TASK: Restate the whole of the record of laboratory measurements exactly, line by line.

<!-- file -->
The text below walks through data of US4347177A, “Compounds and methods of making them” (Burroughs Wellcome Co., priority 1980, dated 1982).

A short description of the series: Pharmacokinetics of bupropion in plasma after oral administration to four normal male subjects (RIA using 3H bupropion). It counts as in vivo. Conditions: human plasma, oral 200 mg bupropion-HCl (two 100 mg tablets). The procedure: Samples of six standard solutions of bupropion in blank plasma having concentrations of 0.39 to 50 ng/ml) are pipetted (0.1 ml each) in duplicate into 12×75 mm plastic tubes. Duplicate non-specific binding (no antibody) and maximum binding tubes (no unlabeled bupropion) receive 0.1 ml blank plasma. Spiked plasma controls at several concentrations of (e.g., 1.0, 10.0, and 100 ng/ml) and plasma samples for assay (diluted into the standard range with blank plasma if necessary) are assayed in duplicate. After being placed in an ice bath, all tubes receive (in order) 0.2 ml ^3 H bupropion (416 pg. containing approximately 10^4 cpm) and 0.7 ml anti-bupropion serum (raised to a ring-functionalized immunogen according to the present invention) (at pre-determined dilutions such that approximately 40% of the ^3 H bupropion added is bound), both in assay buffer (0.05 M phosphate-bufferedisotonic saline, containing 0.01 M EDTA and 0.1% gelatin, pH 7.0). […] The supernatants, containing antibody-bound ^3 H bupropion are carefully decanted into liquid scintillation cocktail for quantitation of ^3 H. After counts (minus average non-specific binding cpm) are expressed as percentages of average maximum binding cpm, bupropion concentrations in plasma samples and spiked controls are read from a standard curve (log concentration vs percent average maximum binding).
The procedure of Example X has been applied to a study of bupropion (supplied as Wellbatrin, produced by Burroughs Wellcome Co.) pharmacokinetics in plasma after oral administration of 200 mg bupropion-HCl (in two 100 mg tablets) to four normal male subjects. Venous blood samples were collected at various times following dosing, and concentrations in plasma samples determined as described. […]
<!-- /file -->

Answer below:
The text below walks through data of US4347177A, “Compounds and methods of making them” (Burroughs Wellcome Co., priority 1980, dated 1982).

A short description of the series: Pharmacokinetics of bupropion in plasma after oral administration to four normal male subjects (RIA using 3H bupropion). It counts as in vivo. Conditions: human plasma, oral 200 mg bupropion-HCl (two 100 mg tablets). The procedure: Samples of six standard solutions of bupropion in blank plasma having concentrations of 0.39 to 50 ng/ml) are pipetted (0.1 ml each) in duplicate into 12×75 mm plastic tubes. Duplicate non-specific binding (no antibody) and maximum binding tubes (no unlabeled bupropion) receive 0.1 ml blank plasma. Spiked plasma controls at several concentrations of (e.g., 1.0, 10.0, and 100 ng/ml) and plasma samples for assay (diluted into the standard range with blank plasma if necessary) are assayed in duplicate. After being placed in an ice bath, all tubes receive (in order) 0.2 ml ^3 H bupropion (416 pg. containing approximately 10^4 cpm) and 0.7 ml anti-bupropion serum (raised to a ring-functionalized immunogen according to the present invention) (at pre-determined dilutions such that approximately 40% of the ^3 H bupropion added is bound), both in assay buffer (0.05 M phosphate-bufferedisotonic saline, containing 0.01 M EDTA and 0.1% gelatin, pH 7.0). […] The supernatants, containing antibody-bound ^3 H bupropion are carefully decanted into liquid scintillation cocktail for quantitation of ^3 H. After counts (minus average non-specific binding cpm) are expressed as percentages of average maximum binding cpm, bupropion concentrations in plasma samples and spiked controls are read from a standard curve (log concentration vs percent average maximum binding).
The procedure of Example X has been applied to a study of bupropion (supplied as Wellbatrin, produced by Burroughs Wellcome Co.) pharmacokinetics in plasma after oral administration of 200 mg bupropion-HCl (in two 100 mg tablets) to four normal male subjects. Venous blood samples were collected at various times following dosing, and concentrations in plasma samples determined as described. […]